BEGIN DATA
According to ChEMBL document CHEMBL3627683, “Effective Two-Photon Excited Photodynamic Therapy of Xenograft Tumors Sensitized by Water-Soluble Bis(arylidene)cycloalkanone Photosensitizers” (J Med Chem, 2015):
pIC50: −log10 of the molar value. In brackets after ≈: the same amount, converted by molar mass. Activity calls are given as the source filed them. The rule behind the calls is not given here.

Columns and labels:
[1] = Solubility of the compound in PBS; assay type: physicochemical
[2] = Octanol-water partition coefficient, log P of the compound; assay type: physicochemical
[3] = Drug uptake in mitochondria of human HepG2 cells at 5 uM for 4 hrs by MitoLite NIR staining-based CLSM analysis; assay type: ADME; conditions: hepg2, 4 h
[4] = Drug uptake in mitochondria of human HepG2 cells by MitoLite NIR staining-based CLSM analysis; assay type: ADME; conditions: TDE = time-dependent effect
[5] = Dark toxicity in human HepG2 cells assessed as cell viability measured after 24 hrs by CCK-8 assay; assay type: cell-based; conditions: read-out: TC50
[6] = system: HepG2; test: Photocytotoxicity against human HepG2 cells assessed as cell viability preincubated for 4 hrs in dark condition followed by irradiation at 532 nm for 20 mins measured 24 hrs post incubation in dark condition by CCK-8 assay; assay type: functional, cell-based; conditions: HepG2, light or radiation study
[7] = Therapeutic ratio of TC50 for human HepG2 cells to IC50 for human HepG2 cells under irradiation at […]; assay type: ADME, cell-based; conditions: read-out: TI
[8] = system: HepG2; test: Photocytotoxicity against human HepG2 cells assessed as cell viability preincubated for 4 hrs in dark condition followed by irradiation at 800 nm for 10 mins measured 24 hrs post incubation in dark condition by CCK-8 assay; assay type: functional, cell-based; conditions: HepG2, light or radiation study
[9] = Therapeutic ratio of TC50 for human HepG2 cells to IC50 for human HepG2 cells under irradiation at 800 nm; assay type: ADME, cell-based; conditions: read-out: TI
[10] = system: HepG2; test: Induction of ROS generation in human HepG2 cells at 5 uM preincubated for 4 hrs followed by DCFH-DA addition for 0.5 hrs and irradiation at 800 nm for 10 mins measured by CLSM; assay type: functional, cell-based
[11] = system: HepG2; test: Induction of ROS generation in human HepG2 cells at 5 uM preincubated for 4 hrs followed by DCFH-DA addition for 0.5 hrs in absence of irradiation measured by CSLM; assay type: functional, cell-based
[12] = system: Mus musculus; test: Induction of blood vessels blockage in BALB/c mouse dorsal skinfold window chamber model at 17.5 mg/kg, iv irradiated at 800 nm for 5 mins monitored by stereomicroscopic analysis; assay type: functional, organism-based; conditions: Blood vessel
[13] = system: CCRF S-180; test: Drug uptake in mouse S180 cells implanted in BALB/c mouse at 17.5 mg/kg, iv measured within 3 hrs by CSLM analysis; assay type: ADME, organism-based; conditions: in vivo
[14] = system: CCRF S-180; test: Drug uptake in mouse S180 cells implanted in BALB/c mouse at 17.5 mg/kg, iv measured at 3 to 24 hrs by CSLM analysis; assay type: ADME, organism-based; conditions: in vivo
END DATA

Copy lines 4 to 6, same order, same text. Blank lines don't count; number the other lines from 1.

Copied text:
[1] = Solubility of the compound in PBS; assay type: physicochemical
[2] = Octanol-water partition coefficient, log P of the compound; assay type: physicochemical
[3] = Drug uptake in mitochondria of human HepG2 cells at 5 uM for 4 hrs by MitoLite NIR staining-based CLSM analysis; assay type: ADME; conditions: hepg2, 4 h